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Calling NSF-funded faculty and students working on solar & space physics and space weather! Here is a terrific opportunity, via NSF, for students to work collaboratively with scientists at U.S. Air Force research facilities.

Up to $55k/six-month NSF graduate student internships are available now to do exciting, cutting-edge, fundamental, space/geospace research with outstanding Air Force scientists and research infrastructure at Air Force Office of Scientific Research facilities. Open to graduate students of PIs with an active geospace NSF awards or students participating in the NSF Graduate Research Fellowship Program (GRFP). The deadline for application and consideration is rapidly approaching.

Topics in solar and geospace science include, but are not limited to:

Structure and dynamics of the solar interior and its role in driving solar eruptive activity.
Mechanism(s)/heating the solar corona and accelerating it outward as the solar wind.
Triggers of coronal mass ejections, solar energetic particles, and solar flares.
Coupling between the solar wind and Earth’s magnetosphere and ionosphere.
Origin and energization of magnetospheric plasma.
Triggering and temporal evolution of geomagnetic storms.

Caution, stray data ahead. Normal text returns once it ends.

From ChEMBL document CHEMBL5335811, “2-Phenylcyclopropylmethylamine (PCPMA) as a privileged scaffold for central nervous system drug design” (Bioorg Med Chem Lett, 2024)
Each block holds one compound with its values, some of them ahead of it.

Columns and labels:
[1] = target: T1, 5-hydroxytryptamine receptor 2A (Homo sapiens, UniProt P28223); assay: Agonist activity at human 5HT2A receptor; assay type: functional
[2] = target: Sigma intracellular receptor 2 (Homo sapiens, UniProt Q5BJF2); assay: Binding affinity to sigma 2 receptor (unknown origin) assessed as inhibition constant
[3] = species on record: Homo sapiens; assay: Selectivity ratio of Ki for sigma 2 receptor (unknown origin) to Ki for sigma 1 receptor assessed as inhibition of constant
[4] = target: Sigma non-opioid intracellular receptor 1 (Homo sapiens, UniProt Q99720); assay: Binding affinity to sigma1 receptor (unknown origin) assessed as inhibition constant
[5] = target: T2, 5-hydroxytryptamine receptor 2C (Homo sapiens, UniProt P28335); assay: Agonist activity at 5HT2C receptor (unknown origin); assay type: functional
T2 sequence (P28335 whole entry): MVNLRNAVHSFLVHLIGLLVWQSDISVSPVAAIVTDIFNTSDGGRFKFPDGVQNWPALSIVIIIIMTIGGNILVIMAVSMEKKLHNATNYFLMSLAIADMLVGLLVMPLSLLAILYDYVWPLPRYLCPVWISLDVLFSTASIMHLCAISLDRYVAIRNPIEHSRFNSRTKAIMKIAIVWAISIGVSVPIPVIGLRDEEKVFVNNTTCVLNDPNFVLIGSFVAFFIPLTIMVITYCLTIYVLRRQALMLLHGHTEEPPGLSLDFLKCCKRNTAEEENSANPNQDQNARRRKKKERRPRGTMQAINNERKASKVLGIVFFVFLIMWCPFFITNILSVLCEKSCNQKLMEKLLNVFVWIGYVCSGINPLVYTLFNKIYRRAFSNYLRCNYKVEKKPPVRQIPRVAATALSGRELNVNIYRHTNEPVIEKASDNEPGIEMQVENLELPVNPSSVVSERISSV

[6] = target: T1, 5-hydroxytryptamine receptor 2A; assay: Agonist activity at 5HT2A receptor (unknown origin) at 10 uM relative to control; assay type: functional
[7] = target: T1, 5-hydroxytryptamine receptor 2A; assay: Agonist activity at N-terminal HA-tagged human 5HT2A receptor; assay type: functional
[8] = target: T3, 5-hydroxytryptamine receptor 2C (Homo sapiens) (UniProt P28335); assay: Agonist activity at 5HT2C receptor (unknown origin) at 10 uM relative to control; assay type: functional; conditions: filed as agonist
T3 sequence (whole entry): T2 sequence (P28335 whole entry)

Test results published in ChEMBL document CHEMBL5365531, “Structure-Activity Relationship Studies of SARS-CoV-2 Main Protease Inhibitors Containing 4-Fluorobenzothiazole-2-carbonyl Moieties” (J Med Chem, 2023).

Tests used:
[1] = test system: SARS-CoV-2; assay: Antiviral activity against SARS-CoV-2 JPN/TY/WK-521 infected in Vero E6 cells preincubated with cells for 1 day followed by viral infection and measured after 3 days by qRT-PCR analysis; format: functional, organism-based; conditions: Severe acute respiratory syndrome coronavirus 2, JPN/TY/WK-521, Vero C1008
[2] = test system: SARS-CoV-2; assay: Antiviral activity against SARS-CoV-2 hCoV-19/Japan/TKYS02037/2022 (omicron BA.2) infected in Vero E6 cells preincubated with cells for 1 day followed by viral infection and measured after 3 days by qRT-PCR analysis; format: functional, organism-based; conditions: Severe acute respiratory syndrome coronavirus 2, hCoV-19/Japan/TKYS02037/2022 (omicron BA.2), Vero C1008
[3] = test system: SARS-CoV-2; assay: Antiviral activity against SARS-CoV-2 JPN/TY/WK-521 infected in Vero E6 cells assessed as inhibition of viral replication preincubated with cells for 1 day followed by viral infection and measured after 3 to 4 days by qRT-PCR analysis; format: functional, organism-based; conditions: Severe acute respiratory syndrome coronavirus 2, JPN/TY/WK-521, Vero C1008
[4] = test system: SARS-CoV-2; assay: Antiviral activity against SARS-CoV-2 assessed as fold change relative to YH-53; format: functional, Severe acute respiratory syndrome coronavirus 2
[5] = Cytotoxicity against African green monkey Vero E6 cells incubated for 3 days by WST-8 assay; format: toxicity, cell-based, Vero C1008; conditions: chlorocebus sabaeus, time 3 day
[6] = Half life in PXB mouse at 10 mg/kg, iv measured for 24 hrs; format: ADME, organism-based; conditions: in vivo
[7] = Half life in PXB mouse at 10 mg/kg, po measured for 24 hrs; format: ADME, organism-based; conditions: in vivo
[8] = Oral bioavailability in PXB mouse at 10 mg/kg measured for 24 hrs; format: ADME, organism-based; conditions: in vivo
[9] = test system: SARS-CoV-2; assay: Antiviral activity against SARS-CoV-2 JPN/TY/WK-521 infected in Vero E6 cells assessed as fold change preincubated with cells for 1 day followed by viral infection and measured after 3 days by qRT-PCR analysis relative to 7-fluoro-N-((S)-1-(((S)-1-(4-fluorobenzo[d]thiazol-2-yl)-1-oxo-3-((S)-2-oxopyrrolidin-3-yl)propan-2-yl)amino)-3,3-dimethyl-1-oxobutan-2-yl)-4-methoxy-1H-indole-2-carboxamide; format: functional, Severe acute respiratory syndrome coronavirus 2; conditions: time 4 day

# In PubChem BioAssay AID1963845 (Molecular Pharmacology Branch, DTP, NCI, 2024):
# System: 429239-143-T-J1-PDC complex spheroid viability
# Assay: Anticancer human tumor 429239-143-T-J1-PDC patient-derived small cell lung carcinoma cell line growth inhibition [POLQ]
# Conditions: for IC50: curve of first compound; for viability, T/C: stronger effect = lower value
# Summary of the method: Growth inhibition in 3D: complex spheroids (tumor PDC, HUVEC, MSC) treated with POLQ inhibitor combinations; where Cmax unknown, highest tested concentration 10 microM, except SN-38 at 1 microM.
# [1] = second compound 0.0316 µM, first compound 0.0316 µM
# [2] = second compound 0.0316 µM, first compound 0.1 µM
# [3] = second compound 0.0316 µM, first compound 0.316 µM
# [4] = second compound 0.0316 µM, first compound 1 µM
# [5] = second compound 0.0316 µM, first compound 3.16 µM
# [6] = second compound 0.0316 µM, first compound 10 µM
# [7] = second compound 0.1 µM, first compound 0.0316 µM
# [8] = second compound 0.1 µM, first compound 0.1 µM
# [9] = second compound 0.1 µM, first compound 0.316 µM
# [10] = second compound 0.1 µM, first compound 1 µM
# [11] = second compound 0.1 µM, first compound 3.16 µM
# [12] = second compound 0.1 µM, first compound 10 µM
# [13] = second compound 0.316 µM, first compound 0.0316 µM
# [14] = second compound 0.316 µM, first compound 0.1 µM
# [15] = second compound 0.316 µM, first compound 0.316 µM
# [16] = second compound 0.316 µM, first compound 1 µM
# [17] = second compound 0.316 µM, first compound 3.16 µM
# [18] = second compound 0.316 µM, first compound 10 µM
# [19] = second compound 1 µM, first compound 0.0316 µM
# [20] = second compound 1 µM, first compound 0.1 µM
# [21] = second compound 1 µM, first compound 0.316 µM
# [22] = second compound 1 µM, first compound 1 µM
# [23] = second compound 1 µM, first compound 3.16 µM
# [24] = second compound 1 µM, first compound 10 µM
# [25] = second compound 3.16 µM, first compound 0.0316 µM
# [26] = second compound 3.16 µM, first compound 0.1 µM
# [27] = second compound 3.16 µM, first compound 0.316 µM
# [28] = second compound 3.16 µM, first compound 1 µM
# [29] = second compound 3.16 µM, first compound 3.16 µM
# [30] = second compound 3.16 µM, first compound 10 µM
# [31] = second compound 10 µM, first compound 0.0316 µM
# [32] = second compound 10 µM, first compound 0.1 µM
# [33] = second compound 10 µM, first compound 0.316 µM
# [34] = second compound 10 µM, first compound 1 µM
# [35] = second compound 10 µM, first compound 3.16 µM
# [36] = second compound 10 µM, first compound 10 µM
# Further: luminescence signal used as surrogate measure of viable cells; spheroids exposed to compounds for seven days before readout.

Variations in solar radiation received at Earth and its effects on satellite drag.
Impacts of geomagnetic disturbances on the thermosphere and ionosphere.
Electron density structures and ionospheric scintillations.
Ionospheric plasma turbulence and dynamics.
Effects of neutral winds, atmospheric tides, and planetary and gravity waves on the neutral atmosphere densities and on the ionosphere.

AFRL INTERN goals are to provide students with real world experience in a National Lab setting to improve knowledge of the physical processes in the geospace environment and improve forecasting and specification of solar activity in addition to thermospheric neutral densities and ionospheric irregularities and scintillations. Work may include validating, enhancing, or extending solar, ionospheric, or thermospheric models; investigating or applying data assimilation techniques; or developing/extending statistical or empirical models; and understanding the coupling between the solar corona and solar wind, the magnetosphere and ionosphere, the lower atmosphere and thermosphere/ionosphere, and the equatorial, middle latitude, and Polar Regions.

Want to know more or how to apply? Contact Barbara Ransom at NSF (bransom@nsf.gov). This opportunity falls under the recent NSF/Air Force Research Lab INTERN Dear Colleague Letter (https://www.nsf.gov/pubs/2021/nsf21029/nsf21029.jsp).